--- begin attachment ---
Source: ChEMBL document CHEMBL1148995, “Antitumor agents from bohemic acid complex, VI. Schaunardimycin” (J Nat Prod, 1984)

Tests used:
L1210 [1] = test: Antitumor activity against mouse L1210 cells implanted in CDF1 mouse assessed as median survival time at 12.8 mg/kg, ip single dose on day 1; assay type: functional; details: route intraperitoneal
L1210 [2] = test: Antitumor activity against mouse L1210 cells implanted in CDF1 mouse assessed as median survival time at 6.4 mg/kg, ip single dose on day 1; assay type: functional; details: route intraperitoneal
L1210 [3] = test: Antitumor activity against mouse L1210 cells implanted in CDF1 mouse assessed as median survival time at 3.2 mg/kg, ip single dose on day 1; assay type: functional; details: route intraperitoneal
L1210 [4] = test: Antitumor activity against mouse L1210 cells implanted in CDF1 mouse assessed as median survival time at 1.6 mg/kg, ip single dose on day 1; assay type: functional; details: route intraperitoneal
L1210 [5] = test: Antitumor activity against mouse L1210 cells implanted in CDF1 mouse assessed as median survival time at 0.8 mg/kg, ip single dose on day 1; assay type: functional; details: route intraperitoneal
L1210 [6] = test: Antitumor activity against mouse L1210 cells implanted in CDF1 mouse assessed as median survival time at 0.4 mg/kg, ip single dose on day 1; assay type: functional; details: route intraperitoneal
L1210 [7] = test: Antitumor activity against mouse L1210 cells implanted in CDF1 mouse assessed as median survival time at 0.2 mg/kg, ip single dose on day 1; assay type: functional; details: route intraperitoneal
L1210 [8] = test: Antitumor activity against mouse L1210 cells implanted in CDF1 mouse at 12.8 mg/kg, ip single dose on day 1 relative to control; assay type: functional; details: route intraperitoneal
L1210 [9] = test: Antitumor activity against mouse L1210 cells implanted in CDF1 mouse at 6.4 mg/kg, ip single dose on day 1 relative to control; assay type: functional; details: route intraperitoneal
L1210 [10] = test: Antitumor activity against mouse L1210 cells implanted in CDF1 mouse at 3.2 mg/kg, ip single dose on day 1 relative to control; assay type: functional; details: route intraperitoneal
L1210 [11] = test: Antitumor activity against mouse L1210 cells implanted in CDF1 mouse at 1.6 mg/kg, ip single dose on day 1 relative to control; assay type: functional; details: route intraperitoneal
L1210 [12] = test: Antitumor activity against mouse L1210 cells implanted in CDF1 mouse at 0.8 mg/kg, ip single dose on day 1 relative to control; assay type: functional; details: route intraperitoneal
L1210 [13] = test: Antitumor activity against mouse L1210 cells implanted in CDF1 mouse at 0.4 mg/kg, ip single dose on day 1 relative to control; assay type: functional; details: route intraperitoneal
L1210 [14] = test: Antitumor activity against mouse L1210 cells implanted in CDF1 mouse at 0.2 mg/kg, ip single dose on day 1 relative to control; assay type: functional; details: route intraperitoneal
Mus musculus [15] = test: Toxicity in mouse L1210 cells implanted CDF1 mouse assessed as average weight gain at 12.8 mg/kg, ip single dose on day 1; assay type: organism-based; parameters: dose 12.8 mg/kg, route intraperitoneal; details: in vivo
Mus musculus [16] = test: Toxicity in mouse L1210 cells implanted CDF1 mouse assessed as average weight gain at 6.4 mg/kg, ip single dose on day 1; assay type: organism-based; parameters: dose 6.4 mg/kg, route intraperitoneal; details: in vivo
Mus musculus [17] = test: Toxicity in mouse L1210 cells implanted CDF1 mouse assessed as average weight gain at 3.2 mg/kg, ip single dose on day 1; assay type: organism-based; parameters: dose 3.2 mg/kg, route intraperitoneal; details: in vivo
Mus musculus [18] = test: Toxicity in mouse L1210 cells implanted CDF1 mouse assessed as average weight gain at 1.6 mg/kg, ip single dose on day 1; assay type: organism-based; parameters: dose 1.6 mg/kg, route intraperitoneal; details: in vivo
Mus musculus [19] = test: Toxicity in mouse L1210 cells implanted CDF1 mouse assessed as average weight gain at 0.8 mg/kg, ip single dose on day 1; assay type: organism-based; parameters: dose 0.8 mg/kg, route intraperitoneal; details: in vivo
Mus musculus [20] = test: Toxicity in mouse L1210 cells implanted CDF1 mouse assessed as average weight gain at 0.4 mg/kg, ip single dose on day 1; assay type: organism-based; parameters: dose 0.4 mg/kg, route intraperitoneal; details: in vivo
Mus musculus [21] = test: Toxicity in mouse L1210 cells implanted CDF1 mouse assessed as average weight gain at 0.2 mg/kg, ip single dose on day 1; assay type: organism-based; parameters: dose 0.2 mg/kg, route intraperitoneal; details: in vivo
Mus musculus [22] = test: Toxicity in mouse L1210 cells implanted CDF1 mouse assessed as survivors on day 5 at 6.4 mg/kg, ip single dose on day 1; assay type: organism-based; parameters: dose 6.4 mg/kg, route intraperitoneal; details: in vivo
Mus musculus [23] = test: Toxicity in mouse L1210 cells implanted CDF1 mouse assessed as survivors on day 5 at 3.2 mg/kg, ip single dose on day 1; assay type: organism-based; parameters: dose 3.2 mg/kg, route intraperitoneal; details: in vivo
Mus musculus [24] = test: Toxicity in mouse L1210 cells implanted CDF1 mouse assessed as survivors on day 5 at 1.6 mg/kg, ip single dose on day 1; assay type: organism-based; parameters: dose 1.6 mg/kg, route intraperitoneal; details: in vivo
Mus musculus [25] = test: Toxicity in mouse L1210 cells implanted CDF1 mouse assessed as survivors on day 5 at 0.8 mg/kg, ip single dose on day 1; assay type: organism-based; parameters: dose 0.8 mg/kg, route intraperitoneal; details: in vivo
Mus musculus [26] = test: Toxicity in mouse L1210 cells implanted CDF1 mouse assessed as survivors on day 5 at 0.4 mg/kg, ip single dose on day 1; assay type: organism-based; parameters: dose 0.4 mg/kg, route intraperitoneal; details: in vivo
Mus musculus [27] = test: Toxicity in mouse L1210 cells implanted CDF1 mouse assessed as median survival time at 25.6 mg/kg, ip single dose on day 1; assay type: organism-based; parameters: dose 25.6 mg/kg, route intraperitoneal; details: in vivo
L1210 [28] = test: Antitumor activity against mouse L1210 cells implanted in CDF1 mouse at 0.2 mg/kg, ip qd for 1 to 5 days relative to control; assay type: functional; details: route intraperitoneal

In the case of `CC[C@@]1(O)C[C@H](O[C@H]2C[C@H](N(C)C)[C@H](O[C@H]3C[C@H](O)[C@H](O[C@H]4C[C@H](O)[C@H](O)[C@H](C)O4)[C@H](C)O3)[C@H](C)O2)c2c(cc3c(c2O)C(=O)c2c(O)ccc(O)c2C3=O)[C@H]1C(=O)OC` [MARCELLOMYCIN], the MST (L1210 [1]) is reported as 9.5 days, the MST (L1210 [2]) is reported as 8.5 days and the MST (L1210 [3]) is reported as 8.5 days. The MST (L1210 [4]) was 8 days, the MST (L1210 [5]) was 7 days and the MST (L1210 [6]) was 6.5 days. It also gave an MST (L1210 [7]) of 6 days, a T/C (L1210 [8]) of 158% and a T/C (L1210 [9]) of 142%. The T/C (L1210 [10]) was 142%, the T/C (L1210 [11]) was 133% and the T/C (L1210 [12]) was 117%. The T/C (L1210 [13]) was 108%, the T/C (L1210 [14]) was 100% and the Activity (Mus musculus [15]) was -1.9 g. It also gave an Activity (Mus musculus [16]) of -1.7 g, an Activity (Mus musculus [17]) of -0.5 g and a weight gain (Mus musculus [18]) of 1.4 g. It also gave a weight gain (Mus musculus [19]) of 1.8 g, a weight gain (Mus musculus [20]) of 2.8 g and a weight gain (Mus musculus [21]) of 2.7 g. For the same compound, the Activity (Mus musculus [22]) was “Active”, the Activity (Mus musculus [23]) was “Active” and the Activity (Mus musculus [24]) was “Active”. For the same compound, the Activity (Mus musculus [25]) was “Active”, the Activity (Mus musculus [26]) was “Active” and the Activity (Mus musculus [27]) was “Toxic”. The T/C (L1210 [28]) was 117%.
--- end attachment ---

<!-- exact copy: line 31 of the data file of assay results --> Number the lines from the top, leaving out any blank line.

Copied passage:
In the case of `CC[C@@]1(O)C[C@H](O[C@H]2C[C@H](N(C)C)[C@H](O[C@H]3C[C@H](O)[C@H](O[C@H]4C[C@H](O)[C@H](O)[C@H](C)O4)[C@H](C)O3)[C@H](C)O2)c2c(cc3c(c2O)C(=O)c2c(O)ccc(O)c2C3=O)[C@H]1C(=O)OC` [MARCELLOMYCIN], the MST (L1210 [1]) is reported as 9.5 days, the MST (L1210 [2]) is reported as 8.5 days and the MST (L1210 [3]) is reported as 8.5 days. The MST (L1210 [4]) was 8 days, the MST (L1210 [5]) was 7 days and the MST (L1210 [6]) was 6.5 days. It also gave an MST (L1210 [7]) of 6 days, a T/C (L1210 [8]) of 158% and a T/C (L1210 [9]) of 142%. The T/C (L1210 [10]) was 142%, the T/C (L1210 [11]) was 133% and the T/C (L1210 [12]) was 117%. The T/C (L1210 [13]) was 108%, the T/C (L1210 [14]) was 100% and the Activity (Mus musculus [15]) was -1.9 g. It also gave an Activity (Mus musculus [16]) of -1.7 g, an Activity (Mus musculus [17]) of -0.5 g and a weight gain (Mus musculus [18]) of 1.4 g. It also gave a weight gain (Mus musculus [19]) of 1.8 g, a weight gain (Mus musculus [20]) of 2.8 g and a weight gain (Mus musculus [21]) of 2.7 g. For the same compound, the Activity (Mus musculus [22]) was “Active”, the Activity (Mus musculus [23]) was “Active” and the Activity (Mus musculus [24]) was “Active”. For the same compound, the Activity (Mus musculus [25]) was “Active”, the Activity (Mus musculus [26]) was “Active” and the Activity (Mus musculus [27]) was “Toxic”. The T/C (L1210 [28]) was 117%.